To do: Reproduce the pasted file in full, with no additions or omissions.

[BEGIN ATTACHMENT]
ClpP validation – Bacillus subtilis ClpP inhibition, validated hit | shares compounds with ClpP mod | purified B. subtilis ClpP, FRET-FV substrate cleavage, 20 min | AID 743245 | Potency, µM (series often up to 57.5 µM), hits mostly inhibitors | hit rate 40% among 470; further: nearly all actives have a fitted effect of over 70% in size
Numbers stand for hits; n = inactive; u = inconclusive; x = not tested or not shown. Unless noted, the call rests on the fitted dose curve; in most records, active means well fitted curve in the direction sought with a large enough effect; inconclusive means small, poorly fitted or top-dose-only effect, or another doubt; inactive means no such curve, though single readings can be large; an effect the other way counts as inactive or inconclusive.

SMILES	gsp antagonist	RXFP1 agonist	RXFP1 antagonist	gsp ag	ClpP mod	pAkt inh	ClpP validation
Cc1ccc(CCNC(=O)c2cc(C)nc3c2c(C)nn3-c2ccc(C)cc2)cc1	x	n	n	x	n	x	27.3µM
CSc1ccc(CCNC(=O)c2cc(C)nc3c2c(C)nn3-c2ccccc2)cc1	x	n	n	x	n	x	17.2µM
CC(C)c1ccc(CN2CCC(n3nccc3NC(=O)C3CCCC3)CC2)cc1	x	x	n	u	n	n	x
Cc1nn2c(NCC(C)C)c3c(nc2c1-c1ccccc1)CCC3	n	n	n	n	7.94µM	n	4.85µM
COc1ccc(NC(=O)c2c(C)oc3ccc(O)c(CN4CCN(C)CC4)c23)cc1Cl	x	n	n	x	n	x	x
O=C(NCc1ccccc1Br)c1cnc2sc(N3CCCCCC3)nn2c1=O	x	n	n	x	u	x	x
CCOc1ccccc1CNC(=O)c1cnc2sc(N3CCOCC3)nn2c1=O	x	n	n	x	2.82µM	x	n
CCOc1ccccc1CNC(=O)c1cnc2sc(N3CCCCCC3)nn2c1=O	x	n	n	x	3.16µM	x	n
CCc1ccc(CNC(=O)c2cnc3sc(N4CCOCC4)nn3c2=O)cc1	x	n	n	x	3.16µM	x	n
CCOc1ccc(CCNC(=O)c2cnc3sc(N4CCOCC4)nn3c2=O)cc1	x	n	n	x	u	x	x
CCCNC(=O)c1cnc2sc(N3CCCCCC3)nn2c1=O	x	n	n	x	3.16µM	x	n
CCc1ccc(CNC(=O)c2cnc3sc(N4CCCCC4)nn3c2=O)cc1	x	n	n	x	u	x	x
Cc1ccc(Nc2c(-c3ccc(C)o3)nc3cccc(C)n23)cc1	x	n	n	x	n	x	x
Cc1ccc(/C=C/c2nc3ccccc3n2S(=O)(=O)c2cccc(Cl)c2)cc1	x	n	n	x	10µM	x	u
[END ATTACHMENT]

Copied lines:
ClpP validation – Bacillus subtilis ClpP inhibition, validated hit | shares compounds with ClpP mod | purified B. subtilis ClpP, FRET-FV substrate cleavage, 20 min | AID 743245 | Potency, µM (series often up to 57.5 µM), hits mostly inhibitors | hit rate 40% among 470; further: nearly all actives have a fitted effect of over 70% in size
Numbers stand for hits; n = inactive; u = inconclusive; x = not tested or not shown. Unless noted, the call rests on the fitted dose curve; in most records, active means well fitted curve in the direction sought with a large enough effect; inconclusive means small, poorly fitted or top-dose-only effect, or another doubt; inactive means no such curve, though single readings can be large; an effect the other way counts as inactive or inconclusive.

SMILES	gsp antagonist	RXFP1 agonist	RXFP1 antagonist	gsp ag	ClpP mod	pAkt inh	ClpP validation
Cc1ccc(CCNC(=O)c2cc(C)nc3c2c(C)nn3-c2ccc(C)cc2)cc1	x	n	n	x	n	x	27.3µM
CSc1ccc(CCNC(=O)c2cc(C)nc3c2c(C)nn3-c2ccccc2)cc1	x	n	n	x	n	x	17.2µM
CC(C)c1ccc(CN2CCC(n3nccc3NC(=O)C3CCCC3)CC2)cc1	x	x	n	u	n	n	x
Cc1nn2c(NCC(C)C)c3c(nc2c1-c1ccccc1)CCC3	n	n	n	n	7.94µM	n	4.85µM
COc1ccc(NC(=O)c2c(C)oc3ccc(O)c(CN4CCN(C)CC4)c23)cc1Cl	x	n	n	x	n	x	x
O=C(NCc1ccccc1Br)c1cnc2sc(N3CCCCCC3)nn2c1=O	x	n	n	x	u	x	x
CCOc1ccccc1CNC(=O)c1cnc2sc(N3CCOCC3)nn2c1=O	x	n	n	x	2.82µM	x	n
CCOc1ccccc1CNC(=O)c1cnc2sc(N3CCCCCC3)nn2c1=O	x	n	n	x	3.16µM	x	n
CCc1ccc(CNC(=O)c2cnc3sc(N4CCOCC4)nn3c2=O)cc1	x	n	n	x	3.16µM	x	n
CCOc1ccc(CCNC(=O)c2cnc3sc(N4CCOCC4)nn3c2=O)cc1	x	n	n	x	u	x	x
CCCNC(=O)c1cnc2sc(N3CCCCCC3)nn2c1=O	x	n	n	x	3.16µM	x	n
CCc1ccc(CNC(=O)c2cnc3sc(N4CCCCC4)nn3c2=O)cc1	x	n	n	x	u	x	x
Cc1ccc(Nc2c(-c3ccc(C)o3)nc3cccc(C)n23)cc1	x	n	n	x	n	x	x
Cc1ccc(/C=C/c2nc3ccccc3n2S(=O)(=O)c2cccc(Cl)c2)cc1	x	n	n	x	10µM	x	u